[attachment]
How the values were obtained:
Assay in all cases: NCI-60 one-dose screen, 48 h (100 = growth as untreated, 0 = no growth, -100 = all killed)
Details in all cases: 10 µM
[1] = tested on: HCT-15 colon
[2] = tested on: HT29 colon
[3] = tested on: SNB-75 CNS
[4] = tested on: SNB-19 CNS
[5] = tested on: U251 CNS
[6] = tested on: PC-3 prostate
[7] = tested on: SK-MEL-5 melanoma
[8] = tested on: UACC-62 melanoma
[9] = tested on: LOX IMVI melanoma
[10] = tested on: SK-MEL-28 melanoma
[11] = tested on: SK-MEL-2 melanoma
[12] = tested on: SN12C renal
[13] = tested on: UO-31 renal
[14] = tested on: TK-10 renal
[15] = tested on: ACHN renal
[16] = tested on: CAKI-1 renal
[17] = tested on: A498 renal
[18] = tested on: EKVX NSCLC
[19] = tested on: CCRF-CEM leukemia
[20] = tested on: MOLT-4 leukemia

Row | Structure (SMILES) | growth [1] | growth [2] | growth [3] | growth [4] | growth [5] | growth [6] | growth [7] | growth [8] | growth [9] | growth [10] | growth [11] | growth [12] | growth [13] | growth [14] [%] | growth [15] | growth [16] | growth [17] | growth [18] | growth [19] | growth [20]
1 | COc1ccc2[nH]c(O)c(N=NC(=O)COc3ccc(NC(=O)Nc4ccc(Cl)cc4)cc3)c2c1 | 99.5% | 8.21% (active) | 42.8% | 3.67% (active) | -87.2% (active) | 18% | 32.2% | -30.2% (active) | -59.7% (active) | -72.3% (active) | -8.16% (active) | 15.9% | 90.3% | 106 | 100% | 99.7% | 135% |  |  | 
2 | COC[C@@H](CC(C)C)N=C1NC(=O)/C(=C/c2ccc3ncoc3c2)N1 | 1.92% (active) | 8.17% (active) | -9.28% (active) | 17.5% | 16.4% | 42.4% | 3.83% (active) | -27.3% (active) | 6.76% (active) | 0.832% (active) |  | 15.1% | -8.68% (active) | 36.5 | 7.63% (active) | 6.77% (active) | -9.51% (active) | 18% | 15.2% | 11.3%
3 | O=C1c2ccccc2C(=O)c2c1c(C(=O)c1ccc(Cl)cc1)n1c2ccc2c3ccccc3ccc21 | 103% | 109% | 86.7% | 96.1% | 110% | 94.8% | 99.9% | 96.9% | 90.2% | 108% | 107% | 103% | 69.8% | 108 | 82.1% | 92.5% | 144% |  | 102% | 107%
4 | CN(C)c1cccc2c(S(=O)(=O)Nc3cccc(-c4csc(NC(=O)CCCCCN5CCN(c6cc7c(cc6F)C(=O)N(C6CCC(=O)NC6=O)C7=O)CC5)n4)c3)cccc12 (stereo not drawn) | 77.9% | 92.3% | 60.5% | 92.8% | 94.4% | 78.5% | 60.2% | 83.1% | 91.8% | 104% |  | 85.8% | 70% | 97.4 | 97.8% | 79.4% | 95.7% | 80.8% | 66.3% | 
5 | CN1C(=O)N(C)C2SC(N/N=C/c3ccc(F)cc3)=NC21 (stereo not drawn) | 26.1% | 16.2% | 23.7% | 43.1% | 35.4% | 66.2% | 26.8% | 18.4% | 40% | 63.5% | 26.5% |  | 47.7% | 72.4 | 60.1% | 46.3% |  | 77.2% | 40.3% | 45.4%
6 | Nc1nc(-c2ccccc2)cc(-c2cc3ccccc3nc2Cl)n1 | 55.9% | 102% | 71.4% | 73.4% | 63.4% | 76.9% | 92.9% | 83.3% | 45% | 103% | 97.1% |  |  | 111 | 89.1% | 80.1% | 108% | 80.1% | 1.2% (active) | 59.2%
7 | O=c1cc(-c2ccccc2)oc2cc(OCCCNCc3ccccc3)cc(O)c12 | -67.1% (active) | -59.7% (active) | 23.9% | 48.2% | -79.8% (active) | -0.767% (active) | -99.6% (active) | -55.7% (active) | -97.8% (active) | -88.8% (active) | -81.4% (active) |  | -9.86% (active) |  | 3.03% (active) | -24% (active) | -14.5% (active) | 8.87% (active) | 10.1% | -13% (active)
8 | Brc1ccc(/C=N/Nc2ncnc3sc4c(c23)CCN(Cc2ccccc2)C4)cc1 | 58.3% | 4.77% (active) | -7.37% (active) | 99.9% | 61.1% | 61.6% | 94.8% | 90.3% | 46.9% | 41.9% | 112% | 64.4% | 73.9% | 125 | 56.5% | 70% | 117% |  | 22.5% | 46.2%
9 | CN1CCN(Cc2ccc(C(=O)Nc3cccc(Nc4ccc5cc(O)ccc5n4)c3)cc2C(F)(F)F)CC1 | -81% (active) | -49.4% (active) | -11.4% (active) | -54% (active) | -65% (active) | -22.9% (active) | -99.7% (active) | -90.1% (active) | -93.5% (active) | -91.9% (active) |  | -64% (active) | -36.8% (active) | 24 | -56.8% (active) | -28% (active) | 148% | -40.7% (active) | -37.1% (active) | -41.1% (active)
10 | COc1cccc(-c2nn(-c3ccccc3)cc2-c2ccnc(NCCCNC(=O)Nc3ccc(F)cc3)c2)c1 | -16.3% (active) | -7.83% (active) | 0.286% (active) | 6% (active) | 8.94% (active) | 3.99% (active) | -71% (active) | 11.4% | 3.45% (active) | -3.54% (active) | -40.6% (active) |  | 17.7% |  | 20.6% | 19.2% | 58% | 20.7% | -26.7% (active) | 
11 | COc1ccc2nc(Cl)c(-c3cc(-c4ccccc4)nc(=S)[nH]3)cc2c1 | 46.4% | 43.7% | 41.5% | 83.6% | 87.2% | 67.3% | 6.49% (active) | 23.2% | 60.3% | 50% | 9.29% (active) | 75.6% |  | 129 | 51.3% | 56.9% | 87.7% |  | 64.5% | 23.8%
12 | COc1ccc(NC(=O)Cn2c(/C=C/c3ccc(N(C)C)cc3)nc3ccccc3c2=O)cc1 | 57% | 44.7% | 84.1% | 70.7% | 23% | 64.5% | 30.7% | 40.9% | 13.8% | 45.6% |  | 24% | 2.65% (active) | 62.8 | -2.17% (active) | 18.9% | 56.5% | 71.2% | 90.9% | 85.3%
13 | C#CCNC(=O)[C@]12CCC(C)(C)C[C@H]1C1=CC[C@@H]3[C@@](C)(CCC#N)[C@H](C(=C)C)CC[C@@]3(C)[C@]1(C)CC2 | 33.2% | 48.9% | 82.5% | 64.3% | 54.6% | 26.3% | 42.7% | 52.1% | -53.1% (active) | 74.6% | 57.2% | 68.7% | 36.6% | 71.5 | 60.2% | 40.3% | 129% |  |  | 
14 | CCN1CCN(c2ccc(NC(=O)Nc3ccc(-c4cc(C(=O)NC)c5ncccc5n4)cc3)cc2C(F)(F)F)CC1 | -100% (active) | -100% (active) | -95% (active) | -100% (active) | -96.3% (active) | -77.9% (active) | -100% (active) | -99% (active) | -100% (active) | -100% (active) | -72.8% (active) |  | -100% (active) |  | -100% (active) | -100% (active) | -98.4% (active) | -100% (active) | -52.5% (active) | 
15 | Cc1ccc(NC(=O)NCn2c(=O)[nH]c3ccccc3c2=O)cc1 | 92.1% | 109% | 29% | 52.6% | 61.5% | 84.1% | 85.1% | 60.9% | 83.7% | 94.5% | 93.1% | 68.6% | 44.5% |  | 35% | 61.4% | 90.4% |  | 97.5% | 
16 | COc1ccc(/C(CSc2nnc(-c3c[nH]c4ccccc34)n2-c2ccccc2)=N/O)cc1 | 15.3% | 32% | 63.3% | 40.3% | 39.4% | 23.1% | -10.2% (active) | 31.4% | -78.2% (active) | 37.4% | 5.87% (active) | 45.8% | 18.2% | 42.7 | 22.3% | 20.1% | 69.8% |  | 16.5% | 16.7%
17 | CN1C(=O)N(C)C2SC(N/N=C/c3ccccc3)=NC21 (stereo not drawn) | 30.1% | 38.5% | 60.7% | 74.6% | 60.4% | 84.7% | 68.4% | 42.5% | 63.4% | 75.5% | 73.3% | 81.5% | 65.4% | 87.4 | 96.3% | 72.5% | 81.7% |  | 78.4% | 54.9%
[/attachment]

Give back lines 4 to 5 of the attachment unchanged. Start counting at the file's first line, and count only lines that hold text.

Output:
[1] = tested on: HCT-15 colon
[2] = tested on: HT29 colon